So as the economy recovers and people are more willing to open their wallets and purses to buy your beautiful glass art, be sure to give every potential buyer your best. By building a professional and positive brand for yourself, your glass art will be separated from the competition and you will build a loyal customer base.

-Mark Veit

Reprinted with permission from Glass Art Magazine.  For more marketing articles from Mark Veit, please visit

No Fears For Tiers

I want to focus on ways to organize your target web page in order to maximize sales now that your site is being viewed by more people. Clicks and views on your target site are all well and good, but if you can make your target site enticing to buy from, you will increase sales instantly.

Your target site is the site that allows buyers to purchase items directly from you. It may be a website you built or it may be a hosting site such as Etsy, Ebay, Artfire or even the new Handmade at Amazon. In any case, this is the site that you share with your social media outlets and ultimately generate income. The average time a person spends on any one website has been decreasing over the past few years. A couple years ago, the average time spent on a site was just under one minute. Today, that number has fallen to roughly 30 seconds. That means you only have 30 seconds to grab a buyer's attention and convince them that your product is the one they should be buying. Do you feel the pressure?

Well don't stress, because if you take the time to organize the products on your site you will most likely be one step ahead of your competition and your sales growth will show. Not to mention, once your site is organized, it is easy and less time consuming to keep it organized when adding new products. The first idea I want to touch on is using a tiered system to give as many potential buyers as possible a chance to find a piece in their price range. This can be applied to selling at art shows as well. If you have put the work in to build a quality social media base, you will notice more clicks on your target site. This is great, but some people may be looking to spend $30 to $40 per piece, while others may be looking to spend much more. It is important to have something for both potential buyers. I don't recommend making a bunch of lesser quality items with the sole purpose of offering a lower priced tier. Your lower tiered items can be smaller in size, maybe stagnant pieces that haven't sold in the past few weeks or at the last couple of art shows. Or you can make specific pieces that use less glass or take you less time to make, but be sure not to sacrifice quality for the sole purpose of having lower tiered items. Make the best piece you can using less.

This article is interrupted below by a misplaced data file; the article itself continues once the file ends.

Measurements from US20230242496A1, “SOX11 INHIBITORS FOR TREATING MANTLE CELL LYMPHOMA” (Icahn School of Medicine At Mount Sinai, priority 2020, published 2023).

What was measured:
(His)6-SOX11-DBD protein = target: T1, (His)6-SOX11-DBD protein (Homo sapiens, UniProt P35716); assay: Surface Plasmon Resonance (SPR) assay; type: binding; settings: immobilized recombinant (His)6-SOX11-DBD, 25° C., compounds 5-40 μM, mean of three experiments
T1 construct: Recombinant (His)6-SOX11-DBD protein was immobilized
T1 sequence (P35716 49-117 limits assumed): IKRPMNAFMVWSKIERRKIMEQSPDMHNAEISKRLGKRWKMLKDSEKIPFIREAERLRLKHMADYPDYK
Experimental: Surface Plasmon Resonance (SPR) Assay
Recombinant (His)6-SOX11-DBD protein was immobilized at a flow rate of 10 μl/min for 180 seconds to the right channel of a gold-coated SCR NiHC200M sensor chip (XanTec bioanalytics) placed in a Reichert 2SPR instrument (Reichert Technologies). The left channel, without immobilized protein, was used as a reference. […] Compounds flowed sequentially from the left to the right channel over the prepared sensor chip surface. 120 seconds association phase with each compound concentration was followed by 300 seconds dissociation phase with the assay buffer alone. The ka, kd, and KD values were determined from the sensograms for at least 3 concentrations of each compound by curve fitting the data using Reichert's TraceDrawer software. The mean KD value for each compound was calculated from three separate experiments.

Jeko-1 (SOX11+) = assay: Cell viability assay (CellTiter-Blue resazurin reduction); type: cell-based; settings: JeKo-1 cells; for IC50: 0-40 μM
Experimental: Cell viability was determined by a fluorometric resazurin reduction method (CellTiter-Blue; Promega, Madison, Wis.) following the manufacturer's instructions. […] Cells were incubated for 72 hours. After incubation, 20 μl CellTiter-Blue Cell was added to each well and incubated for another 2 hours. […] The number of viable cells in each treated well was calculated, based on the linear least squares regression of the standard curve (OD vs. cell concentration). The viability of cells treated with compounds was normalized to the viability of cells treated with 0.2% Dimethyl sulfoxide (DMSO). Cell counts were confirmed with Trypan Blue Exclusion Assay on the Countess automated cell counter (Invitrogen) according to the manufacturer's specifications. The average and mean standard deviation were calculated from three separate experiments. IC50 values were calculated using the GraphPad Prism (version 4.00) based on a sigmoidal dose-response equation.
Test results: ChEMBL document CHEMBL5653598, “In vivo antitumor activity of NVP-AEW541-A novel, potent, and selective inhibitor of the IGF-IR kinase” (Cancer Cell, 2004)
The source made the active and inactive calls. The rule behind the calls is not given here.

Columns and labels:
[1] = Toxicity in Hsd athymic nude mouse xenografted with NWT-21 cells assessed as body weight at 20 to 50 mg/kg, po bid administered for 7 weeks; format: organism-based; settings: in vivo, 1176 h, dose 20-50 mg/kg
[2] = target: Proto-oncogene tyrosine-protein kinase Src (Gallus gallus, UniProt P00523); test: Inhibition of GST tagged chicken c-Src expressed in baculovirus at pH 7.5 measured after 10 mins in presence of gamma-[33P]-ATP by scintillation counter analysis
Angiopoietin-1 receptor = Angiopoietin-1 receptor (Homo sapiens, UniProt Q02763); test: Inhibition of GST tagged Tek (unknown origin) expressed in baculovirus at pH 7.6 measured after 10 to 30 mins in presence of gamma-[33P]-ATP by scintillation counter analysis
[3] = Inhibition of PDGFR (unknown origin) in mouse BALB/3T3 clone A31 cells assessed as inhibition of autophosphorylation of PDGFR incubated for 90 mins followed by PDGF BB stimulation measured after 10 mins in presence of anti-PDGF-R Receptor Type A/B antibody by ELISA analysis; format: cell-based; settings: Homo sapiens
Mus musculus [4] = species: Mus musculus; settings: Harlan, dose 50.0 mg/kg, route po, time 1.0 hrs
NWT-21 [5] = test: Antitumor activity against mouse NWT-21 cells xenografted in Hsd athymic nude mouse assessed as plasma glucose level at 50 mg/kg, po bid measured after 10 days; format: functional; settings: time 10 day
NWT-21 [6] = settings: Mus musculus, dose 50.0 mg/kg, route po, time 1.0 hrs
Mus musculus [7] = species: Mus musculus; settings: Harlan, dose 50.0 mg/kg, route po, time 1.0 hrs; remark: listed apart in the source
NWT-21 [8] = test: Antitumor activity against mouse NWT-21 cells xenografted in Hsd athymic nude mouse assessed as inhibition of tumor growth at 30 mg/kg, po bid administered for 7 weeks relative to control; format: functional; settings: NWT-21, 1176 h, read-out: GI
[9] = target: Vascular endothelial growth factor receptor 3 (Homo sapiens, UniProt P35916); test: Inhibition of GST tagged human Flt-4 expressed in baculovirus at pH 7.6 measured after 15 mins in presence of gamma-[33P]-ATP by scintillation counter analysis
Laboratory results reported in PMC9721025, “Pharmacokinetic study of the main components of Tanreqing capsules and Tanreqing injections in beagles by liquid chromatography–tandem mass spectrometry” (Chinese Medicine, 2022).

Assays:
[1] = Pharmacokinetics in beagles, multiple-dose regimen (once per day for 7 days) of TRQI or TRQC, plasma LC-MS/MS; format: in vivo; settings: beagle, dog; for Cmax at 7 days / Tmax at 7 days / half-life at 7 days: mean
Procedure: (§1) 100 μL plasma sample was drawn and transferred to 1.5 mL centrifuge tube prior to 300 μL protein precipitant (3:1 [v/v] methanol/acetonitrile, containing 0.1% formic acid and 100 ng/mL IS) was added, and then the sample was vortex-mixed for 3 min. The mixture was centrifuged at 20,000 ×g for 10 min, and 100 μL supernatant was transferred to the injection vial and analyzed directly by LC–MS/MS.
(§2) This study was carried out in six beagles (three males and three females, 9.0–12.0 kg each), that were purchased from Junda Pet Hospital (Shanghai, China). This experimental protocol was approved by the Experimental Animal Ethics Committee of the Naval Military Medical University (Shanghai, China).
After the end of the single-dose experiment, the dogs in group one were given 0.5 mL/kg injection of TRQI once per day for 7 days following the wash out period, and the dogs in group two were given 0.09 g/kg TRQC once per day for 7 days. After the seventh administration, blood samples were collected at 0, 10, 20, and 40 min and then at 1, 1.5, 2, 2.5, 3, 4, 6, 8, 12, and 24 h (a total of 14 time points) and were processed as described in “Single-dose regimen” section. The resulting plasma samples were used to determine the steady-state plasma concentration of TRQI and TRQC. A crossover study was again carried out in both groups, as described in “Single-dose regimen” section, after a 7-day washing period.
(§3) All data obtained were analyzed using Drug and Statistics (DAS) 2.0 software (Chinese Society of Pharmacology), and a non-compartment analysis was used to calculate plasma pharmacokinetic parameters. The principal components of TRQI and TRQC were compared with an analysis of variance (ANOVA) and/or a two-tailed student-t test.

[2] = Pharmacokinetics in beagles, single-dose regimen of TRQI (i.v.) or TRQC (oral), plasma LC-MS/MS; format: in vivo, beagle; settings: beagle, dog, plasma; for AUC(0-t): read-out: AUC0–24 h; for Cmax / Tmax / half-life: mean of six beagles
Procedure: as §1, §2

Now that you have a lower priced tier, create a higher priced tier. This is going to be the best of the best. These items may be bigger, more intricate or just more stunning to look at. This will bring buyers looking to spend more money per piece into play. Do know, buyers will be comparing your higher tiered items to your middle and lower tiered items. By knowing this, you can use your descriptions to explain what makes a piece worth its asking price, be detailed. This is your chance to capture the attention of the potential buyer and cause them to stay on your site longer than the average 30 seconds. The more you engage them with pictures and explanations, the higher the chance they will be adding your work to their cart. Buyers are notorious for associating price with quality. By having both ends of the spectrum covered, you cater to the person who is looking to get a less expensive gift for a co-worker as well as the person looking to spend more on a meaningful piece for their sister, wife or even themselves. The middle tier is easy and will be your largest tier. Basically anything that doesn't fall into the top or bottom tier, settles in the middle tier. When you see your top and/or lower tiers are lacking inventory, be sure to add to each as needed in order to keep the tiered structure in place.